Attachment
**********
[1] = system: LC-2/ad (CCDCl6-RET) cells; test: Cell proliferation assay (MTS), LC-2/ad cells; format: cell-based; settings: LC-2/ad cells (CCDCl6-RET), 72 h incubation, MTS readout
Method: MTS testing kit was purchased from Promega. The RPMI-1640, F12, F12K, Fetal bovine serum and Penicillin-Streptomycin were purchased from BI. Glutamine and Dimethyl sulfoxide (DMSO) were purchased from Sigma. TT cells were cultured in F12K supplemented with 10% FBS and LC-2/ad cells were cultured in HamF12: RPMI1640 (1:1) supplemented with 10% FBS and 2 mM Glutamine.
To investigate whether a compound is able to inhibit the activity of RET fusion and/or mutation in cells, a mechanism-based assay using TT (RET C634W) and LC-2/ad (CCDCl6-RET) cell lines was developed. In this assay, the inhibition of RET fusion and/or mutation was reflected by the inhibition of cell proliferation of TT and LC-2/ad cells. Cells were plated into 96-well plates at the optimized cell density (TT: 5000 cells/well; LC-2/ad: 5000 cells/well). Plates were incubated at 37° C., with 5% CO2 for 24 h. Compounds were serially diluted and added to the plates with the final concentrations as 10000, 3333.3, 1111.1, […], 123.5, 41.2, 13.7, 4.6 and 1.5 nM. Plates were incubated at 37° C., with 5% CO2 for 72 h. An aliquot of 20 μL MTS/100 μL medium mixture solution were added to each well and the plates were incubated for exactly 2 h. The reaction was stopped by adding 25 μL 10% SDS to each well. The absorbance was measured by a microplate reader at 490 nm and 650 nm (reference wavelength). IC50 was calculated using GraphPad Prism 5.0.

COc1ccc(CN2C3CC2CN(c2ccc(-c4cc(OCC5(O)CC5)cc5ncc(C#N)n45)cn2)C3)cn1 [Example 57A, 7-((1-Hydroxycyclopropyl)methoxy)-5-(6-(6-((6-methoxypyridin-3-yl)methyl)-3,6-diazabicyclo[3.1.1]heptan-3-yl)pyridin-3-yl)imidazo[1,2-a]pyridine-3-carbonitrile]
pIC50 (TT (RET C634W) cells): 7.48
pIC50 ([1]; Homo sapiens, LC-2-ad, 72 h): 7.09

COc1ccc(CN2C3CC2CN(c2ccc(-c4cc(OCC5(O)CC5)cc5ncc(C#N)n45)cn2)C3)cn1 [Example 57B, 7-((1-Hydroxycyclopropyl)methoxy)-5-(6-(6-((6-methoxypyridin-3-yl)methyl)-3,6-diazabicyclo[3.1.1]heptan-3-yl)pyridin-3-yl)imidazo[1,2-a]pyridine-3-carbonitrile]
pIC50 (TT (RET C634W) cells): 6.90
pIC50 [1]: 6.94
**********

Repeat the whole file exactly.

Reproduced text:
[1] = system: LC-2/ad (CCDCl6-RET) cells; test: Cell proliferation assay (MTS), LC-2/ad cells; format: cell-based; settings: LC-2/ad cells (CCDCl6-RET), 72 h incubation, MTS readout
Method: MTS testing kit was purchased from Promega. The RPMI-1640, F12, F12K, Fetal bovine serum and Penicillin-Streptomycin were purchased from BI. Glutamine and Dimethyl sulfoxide (DMSO) were purchased from Sigma. TT cells were cultured in F12K supplemented with 10% FBS and LC-2/ad cells were cultured in HamF12: RPMI1640 (1:1) supplemented with 10% FBS and 2 mM Glutamine.
To investigate whether a compound is able to inhibit the activity of RET fusion and/or mutation in cells, a mechanism-based assay using TT (RET C634W) and LC-2/ad (CCDCl6-RET) cell lines was developed. In this assay, the inhibition of RET fusion and/or mutation was reflected by the inhibition of cell proliferation of TT and LC-2/ad cells. Cells were plated into 96-well plates at the optimized cell density (TT: 5000 cells/well; LC-2/ad: 5000 cells/well). Plates were incubated at 37° C., with 5% CO2 for 24 h. Compounds were serially diluted and added to the plates with the final concentrations as 10000, 3333.3, 1111.1, […], 123.5, 41.2, 13.7, 4.6 and 1.5 nM. Plates were incubated at 37° C., with 5% CO2 for 72 h. An aliquot of 20 μL MTS/100 μL medium mixture solution were added to each well and the plates were incubated for exactly 2 h. The reaction was stopped by adding 25 μL 10% SDS to each well. The absorbance was measured by a microplate reader at 490 nm and 650 nm (reference wavelength). IC50 was calculated using GraphPad Prism 5.0.

COc1ccc(CN2C3CC2CN(c2ccc(-c4cc(OCC5(O)CC5)cc5ncc(C#N)n45)cn2)C3)cn1 [Example 57A, 7-((1-Hydroxycyclopropyl)methoxy)-5-(6-(6-((6-methoxypyridin-3-yl)methyl)-3,6-diazabicyclo[3.1.1]heptan-3-yl)pyridin-3-yl)imidazo[1,2-a]pyridine-3-carbonitrile]
pIC50 (TT (RET C634W) cells): 7.48
pIC50 ([1]; Homo sapiens, LC-2-ad, 72 h): 7.09

COc1ccc(CN2C3CC2CN(c2ccc(-c4cc(OCC5(O)CC5)cc5ncc(C#N)n45)cn2)C3)cn1 [Example 57B, 7-((1-Hydroxycyclopropyl)methoxy)-5-(6-(6-((6-methoxypyridin-3-yl)methyl)-3,6-diazabicyclo[3.1.1]heptan-3-yl)pyridin-3-yl)imidazo[1,2-a]pyridine-3-carbonitrile]
pIC50 (TT (RET C634W) cells): 6.90
pIC50 [1]: 6.94